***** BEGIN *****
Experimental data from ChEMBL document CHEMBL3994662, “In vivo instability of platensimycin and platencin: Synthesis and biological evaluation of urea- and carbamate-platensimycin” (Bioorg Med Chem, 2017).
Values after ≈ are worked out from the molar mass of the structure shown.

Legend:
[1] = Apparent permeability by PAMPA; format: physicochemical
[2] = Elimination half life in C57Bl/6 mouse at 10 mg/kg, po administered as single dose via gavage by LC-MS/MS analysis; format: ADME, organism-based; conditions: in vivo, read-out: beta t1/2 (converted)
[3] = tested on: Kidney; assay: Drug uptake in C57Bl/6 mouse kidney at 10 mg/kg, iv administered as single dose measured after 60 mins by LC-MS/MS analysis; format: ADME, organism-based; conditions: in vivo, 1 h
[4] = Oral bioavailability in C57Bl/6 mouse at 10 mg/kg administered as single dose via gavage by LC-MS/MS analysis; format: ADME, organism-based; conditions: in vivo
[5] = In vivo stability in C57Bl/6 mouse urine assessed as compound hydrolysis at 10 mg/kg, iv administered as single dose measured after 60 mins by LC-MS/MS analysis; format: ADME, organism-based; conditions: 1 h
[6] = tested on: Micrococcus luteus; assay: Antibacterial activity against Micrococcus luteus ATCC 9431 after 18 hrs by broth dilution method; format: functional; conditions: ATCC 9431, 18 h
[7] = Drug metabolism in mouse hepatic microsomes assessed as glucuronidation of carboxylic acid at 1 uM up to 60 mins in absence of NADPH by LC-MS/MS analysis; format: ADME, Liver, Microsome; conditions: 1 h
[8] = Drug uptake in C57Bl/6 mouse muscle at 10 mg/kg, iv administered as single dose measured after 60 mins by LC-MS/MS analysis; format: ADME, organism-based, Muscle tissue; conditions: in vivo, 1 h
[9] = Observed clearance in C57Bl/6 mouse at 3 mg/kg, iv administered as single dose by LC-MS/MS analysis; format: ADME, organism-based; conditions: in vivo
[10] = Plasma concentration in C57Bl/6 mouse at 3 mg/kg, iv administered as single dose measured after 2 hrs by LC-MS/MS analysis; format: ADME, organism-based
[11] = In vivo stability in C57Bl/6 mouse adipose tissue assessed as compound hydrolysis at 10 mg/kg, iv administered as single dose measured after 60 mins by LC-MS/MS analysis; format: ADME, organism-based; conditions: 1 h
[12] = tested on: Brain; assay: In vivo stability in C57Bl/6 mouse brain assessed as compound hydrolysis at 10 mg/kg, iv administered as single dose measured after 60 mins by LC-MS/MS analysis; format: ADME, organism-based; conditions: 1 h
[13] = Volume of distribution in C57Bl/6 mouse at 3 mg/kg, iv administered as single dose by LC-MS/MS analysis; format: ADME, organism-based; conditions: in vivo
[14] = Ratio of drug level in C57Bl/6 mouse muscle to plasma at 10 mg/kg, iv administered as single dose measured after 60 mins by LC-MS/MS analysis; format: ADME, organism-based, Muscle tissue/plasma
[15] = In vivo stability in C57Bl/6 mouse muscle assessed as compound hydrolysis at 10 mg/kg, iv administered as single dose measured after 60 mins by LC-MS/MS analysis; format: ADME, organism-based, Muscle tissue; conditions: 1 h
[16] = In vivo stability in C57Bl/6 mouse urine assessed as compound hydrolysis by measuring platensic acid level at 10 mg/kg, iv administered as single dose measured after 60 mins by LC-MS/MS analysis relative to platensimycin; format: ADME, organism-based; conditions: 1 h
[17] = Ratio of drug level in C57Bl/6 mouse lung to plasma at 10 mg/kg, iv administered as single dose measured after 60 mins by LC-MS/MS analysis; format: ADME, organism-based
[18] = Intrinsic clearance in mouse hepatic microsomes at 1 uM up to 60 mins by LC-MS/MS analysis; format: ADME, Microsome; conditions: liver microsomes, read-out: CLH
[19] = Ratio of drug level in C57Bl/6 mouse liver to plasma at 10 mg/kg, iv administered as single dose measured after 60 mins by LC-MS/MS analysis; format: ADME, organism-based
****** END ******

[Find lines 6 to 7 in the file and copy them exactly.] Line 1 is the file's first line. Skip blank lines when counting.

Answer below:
[3] = tested on: Kidney; assay: Drug uptake in C57Bl/6 mouse kidney at 10 mg/kg, iv administered as single dose measured after 60 mins by LC-MS/MS analysis; format: ADME, organism-based; conditions: in vivo, 1 h
[4] = Oral bioavailability in C57Bl/6 mouse at 10 mg/kg administered as single dose via gavage by LC-MS/MS analysis; format: ADME, organism-based; conditions: in vivo